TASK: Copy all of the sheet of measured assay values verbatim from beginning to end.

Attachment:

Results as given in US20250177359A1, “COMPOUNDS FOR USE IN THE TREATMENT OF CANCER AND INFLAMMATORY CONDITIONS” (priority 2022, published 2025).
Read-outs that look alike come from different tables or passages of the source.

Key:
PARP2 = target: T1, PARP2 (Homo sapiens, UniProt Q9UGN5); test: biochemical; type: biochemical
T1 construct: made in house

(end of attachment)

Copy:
Results as given in US20250177359A1, “COMPOUNDS FOR USE IN THE TREATMENT OF CANCER AND INFLAMMATORY CONDITIONS” (priority 2022, published 2025).
Read-outs that look alike come from different tables or passages of the source.

Key:
PARP2 = target: T1, PARP2 (Homo sapiens, UniProt Q9UGN5); test: biochemical; type: biochemical
T1 construct: made in house